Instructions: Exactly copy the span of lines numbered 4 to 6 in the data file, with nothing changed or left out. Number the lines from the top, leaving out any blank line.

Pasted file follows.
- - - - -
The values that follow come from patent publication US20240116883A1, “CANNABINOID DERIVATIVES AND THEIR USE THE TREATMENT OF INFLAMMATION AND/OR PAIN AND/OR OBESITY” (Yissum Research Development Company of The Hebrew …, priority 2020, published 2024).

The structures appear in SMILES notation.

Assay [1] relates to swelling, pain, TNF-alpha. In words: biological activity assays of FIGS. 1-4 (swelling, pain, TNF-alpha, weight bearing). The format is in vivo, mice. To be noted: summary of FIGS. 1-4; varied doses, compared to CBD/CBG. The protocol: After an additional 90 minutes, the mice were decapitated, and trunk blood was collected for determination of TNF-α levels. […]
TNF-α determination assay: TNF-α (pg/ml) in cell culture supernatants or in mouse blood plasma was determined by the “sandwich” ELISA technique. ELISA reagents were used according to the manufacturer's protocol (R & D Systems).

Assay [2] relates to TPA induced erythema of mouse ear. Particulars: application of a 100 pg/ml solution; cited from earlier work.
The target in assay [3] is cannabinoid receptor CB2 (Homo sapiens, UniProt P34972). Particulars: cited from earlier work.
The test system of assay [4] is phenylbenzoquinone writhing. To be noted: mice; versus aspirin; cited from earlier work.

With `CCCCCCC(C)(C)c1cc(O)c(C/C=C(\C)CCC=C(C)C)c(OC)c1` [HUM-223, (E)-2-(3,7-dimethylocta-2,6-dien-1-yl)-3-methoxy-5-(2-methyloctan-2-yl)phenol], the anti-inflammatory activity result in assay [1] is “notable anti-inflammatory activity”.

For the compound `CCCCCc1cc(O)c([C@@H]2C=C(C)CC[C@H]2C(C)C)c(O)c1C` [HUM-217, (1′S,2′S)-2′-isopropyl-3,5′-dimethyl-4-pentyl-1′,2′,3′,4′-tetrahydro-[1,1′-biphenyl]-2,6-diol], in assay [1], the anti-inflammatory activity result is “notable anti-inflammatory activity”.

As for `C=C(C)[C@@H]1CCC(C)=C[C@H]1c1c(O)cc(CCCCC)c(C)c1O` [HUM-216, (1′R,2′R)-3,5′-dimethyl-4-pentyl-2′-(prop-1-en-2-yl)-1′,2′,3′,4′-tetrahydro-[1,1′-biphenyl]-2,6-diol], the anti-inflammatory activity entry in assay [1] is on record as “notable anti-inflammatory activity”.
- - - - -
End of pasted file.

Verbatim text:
TNF-α determination assay: TNF-α (pg/ml) in cell culture supernatants or in mouse blood plasma was determined by the “sandwich” ELISA technique. ELISA reagents were used according to the manufacturer's protocol (R & D Systems).

Assay [2] relates to TPA induced erythema of mouse ear. Particulars: application of a 100 pg/ml solution; cited from earlier work.
The target in assay [3] is cannabinoid receptor CB2 (Homo sapiens, UniProt P34972). Particulars: cited from earlier work.